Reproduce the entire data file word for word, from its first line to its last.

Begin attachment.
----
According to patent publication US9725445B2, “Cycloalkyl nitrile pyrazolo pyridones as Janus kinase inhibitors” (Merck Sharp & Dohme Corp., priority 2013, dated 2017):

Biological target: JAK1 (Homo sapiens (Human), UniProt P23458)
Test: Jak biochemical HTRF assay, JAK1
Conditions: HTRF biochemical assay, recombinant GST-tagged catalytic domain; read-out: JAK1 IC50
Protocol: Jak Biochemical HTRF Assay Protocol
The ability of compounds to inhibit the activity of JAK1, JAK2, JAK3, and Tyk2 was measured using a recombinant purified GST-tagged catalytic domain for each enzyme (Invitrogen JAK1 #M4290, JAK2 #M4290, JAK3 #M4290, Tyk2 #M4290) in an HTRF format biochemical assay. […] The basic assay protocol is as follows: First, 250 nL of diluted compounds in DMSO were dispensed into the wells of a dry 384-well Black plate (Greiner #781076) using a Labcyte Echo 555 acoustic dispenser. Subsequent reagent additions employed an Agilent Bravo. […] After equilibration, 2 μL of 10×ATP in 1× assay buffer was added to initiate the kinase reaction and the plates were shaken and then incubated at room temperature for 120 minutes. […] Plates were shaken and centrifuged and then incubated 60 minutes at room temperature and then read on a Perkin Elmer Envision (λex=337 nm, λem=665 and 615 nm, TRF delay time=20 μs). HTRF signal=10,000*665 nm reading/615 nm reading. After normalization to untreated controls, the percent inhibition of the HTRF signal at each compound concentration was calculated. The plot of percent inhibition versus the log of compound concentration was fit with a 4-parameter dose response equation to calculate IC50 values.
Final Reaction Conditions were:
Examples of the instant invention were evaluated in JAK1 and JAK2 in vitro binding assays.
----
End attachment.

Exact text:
According to patent publication US9725445B2, “Cycloalkyl nitrile pyrazolo pyridones as Janus kinase inhibitors” (Merck Sharp & Dohme Corp., priority 2013, dated 2017):

Biological target: JAK1 (Homo sapiens (Human), UniProt P23458)
Test: Jak biochemical HTRF assay, JAK1
Conditions: HTRF biochemical assay, recombinant GST-tagged catalytic domain; read-out: JAK1 IC50
Protocol: Jak Biochemical HTRF Assay Protocol
The ability of compounds to inhibit the activity of JAK1, JAK2, JAK3, and Tyk2 was measured using a recombinant purified GST-tagged catalytic domain for each enzyme (Invitrogen JAK1 #M4290, JAK2 #M4290, JAK3 #M4290, Tyk2 #M4290) in an HTRF format biochemical assay. […] The basic assay protocol is as follows: First, 250 nL of diluted compounds in DMSO were dispensed into the wells of a dry 384-well Black plate (Greiner #781076) using a Labcyte Echo 555 acoustic dispenser. Subsequent reagent additions employed an Agilent Bravo. […] After equilibration, 2 μL of 10×ATP in 1× assay buffer was added to initiate the kinase reaction and the plates were shaken and then incubated at room temperature for 120 minutes. […] Plates were shaken and centrifuged and then incubated 60 minutes at room temperature and then read on a Perkin Elmer Envision (λex=337 nm, λem=665 and 615 nm, TRF delay time=20 μs). HTRF signal=10,000*665 nm reading/615 nm reading. After normalization to untreated controls, the percent inhibition of the HTRF signal at each compound concentration was calculated. The plot of percent inhibition versus the log of compound concentration was fit with a 4-parameter dose response equation to calculate IC50 values.
Final Reaction Conditions were:
Examples of the instant invention were evaluated in JAK1 and JAK2 in vitro binding assays.